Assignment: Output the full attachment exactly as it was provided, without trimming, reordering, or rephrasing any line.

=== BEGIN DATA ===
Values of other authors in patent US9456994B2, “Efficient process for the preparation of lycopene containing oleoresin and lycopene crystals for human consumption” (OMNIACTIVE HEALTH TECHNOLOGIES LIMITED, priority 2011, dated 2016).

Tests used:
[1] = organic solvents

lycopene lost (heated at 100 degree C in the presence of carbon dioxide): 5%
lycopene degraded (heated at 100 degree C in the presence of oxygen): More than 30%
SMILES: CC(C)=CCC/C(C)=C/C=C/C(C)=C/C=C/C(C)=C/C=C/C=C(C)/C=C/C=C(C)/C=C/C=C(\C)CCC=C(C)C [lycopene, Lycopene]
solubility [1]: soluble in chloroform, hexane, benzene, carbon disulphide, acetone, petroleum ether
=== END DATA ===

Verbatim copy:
Values of other authors in patent US9456994B2, “Efficient process for the preparation of lycopene containing oleoresin and lycopene crystals for human consumption” (OMNIACTIVE HEALTH TECHNOLOGIES LIMITED, priority 2011, dated 2016).

Tests used:
[1] = organic solvents

lycopene lost (heated at 100 degree C in the presence of carbon dioxide): 5%
lycopene degraded (heated at 100 degree C in the presence of oxygen): More than 30%
SMILES: CC(C)=CCC/C(C)=C/C=C/C(C)=C/C=C/C(C)=C/C=C/C=C(C)/C=C/C=C(C)/C=C/C=C(\C)CCC=C(C)C [lycopene, Lycopene]
solubility [1]: soluble in chloroform, hexane, benzene, carbon disulphide, acetone, petroleum ether